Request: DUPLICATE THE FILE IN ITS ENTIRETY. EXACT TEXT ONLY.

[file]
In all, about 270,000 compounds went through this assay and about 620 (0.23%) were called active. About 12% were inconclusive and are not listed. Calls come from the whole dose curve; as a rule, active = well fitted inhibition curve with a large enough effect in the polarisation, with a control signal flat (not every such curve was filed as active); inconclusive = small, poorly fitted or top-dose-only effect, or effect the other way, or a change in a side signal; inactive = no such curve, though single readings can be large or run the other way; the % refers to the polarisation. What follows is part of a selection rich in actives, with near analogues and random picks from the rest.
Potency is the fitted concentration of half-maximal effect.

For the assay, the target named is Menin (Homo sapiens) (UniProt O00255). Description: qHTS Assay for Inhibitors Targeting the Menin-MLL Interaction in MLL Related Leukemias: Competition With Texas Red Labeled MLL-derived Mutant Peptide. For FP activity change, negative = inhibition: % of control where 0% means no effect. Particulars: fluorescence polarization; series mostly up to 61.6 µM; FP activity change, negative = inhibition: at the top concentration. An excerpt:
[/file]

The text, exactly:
In all, about 270,000 compounds went through this assay and about 620 (0.23%) were called active. About 12% were inconclusive and are not listed. Calls come from the whole dose curve; as a rule, active = well fitted inhibition curve with a large enough effect in the polarisation, with a control signal flat (not every such curve was filed as active); inconclusive = small, poorly fitted or top-dose-only effect, or effect the other way, or a change in a side signal; inactive = no such curve, though single readings can be large or run the other way; the % refers to the polarisation. What follows is part of a selection rich in actives, with near analogues and random picks from the rest.
Potency is the fitted concentration of half-maximal effect.

For the assay, the target named is Menin (Homo sapiens) (UniProt O00255). Description: qHTS Assay for Inhibitors Targeting the Menin-MLL Interaction in MLL Related Leukemias: Competition With Texas Red Labeled MLL-derived Mutant Peptide. For FP activity change, negative = inhibition: % of control where 0% means no effect. Particulars: fluorescence polarization; series mostly up to 61.6 µM; FP activity change, negative = inhibition: at the top concentration. An excerpt: